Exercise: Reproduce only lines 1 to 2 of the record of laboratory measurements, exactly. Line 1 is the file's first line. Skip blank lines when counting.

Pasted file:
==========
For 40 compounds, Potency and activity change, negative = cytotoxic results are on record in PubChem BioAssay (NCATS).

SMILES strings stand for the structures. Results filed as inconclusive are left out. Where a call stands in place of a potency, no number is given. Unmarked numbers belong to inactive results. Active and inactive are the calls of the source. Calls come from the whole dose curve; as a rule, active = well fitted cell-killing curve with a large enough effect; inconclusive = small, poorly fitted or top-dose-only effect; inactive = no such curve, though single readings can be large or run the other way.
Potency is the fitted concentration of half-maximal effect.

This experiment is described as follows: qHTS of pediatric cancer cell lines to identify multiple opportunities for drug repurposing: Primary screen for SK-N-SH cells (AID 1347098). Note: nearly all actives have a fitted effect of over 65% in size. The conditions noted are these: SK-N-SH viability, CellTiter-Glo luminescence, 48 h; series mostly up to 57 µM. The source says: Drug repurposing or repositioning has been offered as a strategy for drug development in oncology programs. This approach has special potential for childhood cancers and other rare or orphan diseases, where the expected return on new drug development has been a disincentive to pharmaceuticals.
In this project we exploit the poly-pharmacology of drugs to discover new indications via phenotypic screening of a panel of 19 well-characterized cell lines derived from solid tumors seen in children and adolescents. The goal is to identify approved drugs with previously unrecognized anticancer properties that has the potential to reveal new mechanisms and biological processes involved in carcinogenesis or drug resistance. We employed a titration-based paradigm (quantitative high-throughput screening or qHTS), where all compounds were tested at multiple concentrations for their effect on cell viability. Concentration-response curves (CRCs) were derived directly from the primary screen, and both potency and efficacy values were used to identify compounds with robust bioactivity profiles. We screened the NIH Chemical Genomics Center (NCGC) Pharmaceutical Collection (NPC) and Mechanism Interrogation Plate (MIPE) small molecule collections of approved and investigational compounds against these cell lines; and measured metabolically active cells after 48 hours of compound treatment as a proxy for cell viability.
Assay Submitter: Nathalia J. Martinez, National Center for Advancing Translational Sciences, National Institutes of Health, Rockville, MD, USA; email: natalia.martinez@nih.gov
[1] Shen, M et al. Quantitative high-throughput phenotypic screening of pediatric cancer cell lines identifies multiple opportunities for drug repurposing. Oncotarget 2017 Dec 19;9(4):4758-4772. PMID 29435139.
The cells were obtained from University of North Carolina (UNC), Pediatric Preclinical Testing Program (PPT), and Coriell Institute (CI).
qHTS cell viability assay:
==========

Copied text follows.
For 40 compounds, Potency and activity change, negative = cytotoxic results are on record in PubChem BioAssay (NCATS).

SMILES strings stand for the structures. Results filed as inconclusive are left out. Where a call stands in place of a potency, no number is given. Unmarked numbers belong to inactive results. Active and inactive are the calls of the source. Calls come from the whole dose curve; as a rule, active = well fitted cell-killing curve with a large enough effect; inconclusive = small, poorly fitted or top-dose-only effect; inactive = no such curve, though single readings can be large or run the other way.